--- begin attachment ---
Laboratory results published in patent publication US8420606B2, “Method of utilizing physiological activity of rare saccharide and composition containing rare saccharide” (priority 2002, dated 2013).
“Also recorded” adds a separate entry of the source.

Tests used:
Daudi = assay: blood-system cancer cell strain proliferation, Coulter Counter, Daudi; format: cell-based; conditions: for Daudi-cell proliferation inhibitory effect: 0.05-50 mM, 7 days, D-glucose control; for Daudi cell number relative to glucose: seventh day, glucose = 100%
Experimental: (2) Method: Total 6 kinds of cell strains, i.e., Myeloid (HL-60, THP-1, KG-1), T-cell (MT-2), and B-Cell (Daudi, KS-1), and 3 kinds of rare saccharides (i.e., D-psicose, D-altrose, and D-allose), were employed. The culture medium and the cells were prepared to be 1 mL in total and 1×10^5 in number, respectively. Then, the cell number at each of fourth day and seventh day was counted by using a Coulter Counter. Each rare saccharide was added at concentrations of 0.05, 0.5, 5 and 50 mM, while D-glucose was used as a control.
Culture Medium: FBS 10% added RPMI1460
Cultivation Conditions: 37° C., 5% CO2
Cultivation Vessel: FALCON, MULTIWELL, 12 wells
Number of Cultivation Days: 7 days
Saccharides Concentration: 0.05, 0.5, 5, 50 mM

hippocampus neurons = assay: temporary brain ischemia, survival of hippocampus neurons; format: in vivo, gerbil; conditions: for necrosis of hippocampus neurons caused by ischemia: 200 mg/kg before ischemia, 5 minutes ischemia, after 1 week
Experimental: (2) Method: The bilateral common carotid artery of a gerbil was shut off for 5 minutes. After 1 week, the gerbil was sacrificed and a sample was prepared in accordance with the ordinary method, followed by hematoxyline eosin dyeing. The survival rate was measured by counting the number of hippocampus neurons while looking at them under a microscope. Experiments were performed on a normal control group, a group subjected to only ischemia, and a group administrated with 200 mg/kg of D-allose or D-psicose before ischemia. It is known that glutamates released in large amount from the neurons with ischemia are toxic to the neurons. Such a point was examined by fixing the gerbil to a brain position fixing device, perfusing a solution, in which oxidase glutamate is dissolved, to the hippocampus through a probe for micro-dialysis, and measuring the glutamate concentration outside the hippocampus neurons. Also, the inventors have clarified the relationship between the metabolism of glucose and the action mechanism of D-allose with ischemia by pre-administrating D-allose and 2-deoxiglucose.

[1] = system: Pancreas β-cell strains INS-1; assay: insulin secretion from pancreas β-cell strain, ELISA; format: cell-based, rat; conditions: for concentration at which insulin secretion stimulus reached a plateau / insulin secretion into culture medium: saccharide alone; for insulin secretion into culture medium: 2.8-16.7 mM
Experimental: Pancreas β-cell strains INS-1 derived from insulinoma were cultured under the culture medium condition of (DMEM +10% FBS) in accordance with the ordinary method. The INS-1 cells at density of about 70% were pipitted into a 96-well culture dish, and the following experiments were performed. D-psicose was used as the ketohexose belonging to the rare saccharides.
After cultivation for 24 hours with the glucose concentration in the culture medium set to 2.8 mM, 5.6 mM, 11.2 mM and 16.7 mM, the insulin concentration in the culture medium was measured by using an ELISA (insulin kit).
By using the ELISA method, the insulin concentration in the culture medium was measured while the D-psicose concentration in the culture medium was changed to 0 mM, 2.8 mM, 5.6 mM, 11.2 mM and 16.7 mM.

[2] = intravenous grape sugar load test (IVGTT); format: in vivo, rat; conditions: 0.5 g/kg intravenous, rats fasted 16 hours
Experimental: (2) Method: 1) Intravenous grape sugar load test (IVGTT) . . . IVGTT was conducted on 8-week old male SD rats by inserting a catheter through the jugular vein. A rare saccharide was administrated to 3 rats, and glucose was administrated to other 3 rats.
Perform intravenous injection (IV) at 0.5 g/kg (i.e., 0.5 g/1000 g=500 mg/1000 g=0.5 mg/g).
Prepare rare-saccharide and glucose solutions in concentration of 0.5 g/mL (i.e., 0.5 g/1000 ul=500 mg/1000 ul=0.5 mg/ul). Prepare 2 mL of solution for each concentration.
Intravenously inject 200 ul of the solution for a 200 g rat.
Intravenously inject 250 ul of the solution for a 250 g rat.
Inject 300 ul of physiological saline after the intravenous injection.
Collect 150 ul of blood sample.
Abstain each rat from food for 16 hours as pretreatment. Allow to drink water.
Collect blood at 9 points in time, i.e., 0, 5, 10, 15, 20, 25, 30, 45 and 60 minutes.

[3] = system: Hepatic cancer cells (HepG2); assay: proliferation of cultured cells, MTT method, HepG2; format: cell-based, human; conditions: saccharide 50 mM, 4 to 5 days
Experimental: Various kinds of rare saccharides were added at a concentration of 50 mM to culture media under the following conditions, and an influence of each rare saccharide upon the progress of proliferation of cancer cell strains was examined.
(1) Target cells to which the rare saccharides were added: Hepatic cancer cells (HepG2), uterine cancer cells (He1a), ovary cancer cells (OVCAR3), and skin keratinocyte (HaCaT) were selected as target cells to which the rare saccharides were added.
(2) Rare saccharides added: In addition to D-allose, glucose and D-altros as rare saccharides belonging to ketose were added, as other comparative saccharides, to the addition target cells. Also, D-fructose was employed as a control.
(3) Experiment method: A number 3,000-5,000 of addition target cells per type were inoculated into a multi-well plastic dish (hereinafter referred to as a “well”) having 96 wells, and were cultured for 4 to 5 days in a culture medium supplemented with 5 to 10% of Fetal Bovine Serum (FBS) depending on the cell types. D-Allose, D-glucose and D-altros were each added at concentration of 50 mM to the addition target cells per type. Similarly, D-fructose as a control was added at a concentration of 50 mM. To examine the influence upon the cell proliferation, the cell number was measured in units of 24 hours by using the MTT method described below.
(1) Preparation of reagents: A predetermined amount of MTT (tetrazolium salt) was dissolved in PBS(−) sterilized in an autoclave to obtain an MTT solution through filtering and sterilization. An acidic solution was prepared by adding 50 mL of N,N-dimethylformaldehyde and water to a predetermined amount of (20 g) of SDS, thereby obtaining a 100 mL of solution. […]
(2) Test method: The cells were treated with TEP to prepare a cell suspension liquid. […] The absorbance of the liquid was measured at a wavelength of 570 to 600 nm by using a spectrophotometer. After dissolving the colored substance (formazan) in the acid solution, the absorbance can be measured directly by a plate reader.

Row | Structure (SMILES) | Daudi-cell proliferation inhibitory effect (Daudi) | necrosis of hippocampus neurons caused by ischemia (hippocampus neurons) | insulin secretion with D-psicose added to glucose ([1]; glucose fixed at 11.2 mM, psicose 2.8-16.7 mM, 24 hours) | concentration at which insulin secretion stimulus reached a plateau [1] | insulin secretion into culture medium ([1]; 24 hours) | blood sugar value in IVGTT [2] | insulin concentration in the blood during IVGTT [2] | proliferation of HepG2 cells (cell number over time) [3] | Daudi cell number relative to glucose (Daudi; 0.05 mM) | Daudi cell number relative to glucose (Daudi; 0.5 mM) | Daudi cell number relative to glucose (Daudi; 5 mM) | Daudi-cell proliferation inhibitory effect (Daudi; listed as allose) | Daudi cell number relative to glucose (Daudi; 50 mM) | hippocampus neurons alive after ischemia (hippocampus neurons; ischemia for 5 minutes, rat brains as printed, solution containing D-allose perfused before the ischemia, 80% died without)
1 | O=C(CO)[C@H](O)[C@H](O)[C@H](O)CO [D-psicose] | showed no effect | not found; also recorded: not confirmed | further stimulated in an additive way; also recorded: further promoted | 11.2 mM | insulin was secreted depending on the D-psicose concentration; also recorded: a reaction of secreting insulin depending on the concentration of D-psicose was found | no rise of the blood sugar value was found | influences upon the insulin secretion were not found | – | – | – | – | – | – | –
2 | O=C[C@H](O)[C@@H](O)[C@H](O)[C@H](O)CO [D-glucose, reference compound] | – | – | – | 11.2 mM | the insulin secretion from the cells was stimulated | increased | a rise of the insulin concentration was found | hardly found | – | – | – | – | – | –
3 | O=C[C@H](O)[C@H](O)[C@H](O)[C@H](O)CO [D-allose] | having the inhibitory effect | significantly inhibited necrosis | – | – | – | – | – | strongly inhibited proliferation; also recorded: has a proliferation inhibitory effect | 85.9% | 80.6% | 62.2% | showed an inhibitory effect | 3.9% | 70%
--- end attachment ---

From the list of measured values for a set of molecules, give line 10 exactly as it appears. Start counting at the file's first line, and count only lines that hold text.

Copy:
Saccharides Concentration: 0.05, 0.5, 5, 50 mM